Chapter Twenty – Measuring GDP and Economic Growth
Will our economy expand more rapidly next year or will it sink into a “double-dip” recession? To assess
the state of the economy and to make big decisions about business expansion, firms use forecasts of
GDP. What exactly is GDP? How do we use GDP to tell us how rapidly our economy is expanding or
whether our economy is in a recession? How do we take the effects of inflation out of GDP to reveal the
growth rate of our economic well-being? And how do we compare economic well-being across
Gross domestic product
GDP or gross domestic product is the market value of all final goods and services produced in a country
in a given time period. This definition has four parts: Market value, final goods and services, produced
within a country and in a given time period.
Market value - GDP is a market value which is when goods and services are valued at their market
prices. To add apples and oranges, computers and popcorn, we add the market values so we have a
total value of output in dollars.
Final goods and services - GDP is the value of the final goods and services produced. A final good (or
service) is an item bought by its final user during a specified time period. A final good contrasts with an
intermediate good, which is an item that is produced by one firm, bought by another firm, and used as a
component of a final good or service. Excluding the value of intermediate goods and services avoids
Produced within a country - GDP measures production within a country, in other words, domestic
In a given time period - GDP measures production during a specific time period, normally a year or a
quarter of a year.
GDP measures the value of production, which also equals total expenditure on final goods and total
income. The equality of income and value of production shows the link between productivity and living
standards. The circular flow diagram illustrates the equality of income and expenditure. The circular flow
diagram shows the transactions among households, firms, governments, and the rest of the world.
Households sell and firms buy the services of labour, capital, and land in factor markets. For these factor
services, firms pay income to households: wages for labour services, interest for the use of capital, and
rent for the use of land. A fourth factor of production, entrepreneurship, receives profit. In the figure,
the blue flow, Y, shows total income paid by firms to households. Firms sell and households buy consumer goods and services in the goods market. Consumption
expenditure is the total payment for consumer goods and services, shown by the red flow labelled C .
Firms buy and sell new capital equipment in the goods market and put unsold output into inventory. The
purchase of new plant, equipment, and buildings and the additions to inventories are investment,
shown by the red flow labelled I. Governments buy goods and services from firms and their expenditure
on goods and services is called government expenditure. Government expenditure is shown as the red
flow G. Governments finance their expenditure with taxes and pay financial transfers to households,
such as unemployment benefits, and pay subsidies to firms. These financial transfers are not part of the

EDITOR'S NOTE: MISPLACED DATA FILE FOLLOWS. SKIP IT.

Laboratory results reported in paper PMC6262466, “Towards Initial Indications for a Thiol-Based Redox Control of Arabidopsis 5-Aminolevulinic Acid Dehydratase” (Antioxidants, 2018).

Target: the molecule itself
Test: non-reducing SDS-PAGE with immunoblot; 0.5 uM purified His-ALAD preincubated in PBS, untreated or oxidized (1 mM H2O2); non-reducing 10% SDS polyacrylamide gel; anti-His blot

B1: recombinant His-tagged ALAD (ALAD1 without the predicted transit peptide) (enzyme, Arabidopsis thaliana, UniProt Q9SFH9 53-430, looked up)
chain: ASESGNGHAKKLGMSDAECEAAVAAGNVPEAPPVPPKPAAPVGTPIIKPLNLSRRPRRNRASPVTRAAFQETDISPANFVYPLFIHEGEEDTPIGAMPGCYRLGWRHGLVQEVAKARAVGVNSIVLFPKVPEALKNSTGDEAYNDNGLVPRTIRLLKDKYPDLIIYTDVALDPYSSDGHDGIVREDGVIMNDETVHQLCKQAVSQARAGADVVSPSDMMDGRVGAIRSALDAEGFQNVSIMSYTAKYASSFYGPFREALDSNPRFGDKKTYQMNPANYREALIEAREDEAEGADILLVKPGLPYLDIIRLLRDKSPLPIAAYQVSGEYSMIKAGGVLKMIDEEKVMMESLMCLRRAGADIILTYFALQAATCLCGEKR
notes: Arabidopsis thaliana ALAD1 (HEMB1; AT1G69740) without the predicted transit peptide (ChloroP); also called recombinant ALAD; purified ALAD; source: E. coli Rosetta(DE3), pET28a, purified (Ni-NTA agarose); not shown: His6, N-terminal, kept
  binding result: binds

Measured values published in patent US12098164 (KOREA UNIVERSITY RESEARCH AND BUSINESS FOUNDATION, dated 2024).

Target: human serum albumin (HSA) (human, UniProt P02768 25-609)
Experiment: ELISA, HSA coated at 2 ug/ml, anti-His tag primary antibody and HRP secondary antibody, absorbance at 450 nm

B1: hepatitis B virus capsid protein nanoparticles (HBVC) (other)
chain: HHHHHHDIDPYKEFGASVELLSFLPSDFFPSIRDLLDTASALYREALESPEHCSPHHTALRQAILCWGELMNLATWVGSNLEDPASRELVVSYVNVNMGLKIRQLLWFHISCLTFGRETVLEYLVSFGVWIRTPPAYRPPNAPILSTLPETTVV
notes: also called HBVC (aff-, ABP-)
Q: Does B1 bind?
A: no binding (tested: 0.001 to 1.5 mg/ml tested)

circular flow of expenditure and income.
Firms in Canada sell goods and services to the rest of the world called exports and buy goods and
services from the rest of the world called imports. The value of exports (X ) minus the value of imports
(M) is called net exports, the red flow X – M. If net exports are positive, the net flow of goods and
services is from Canadian firms to the rest of the world. If net exports are negative, the net flow of
goods and services is from the rest of the world to Canadian firms.
The blue and red flows are the circular
flow of expenditure and income. The
sum of the red flows equals the blue
flow. That is: Y = C + I + G + X – M
The circular flow shows two ways of
measuring GDP. By aggregate
expenditure or aggregate income.
GDP = C + I + G + X – M. Aggregate
income equals the total amount paid
for the use of factors of production:
wages, interest, rent, and profit. Firms
pay out all their receipts from the sale
of final goods, so income equals
expenditure, Y = C + I + G + (X – M).
“Gross” means before deducting the depreciation of capital. The opposite of gross is net. “Net” means
after deducting the depreciation of capital. Depreciation is the decrease in the value of a firm’s capital
that results from wear and tear and obsolescence. Gross investment is the total amount spent on
purchases of new capital and on replacing depreciated capital. Net investment is the increase in the
value of the firm’s capital. Net investment = Gross investment Depreciation. Gross investment is one
of the expenditures included in the expenditure approach to measuring GDP, so total product is a gross
measure. Gross profit, which is a firm’s profit before subtracting depreciation, is one of the incomes
included in the income approach to measuring GDP, so total product is a gross measure. Measuring Canada’s GDP
The Bureau of Economic Analysis uses two approaches to measure GDP: The expenditure approach and
the income approach.
Expenditure approach - The expenditure approach measures GDP as the sum of the red flow:
consumption expenditure, investment, government expenditure on goods and services and net exports.
GDP = C + I + G + (X M)
Income approach - The income approach measures GDP by
summing the incomes that firms pay households for the factors
of production they hire. Two broad categories are: Wages,
salaries, other labour income and all other factor incomes. The
payment for labour services is the sum of gross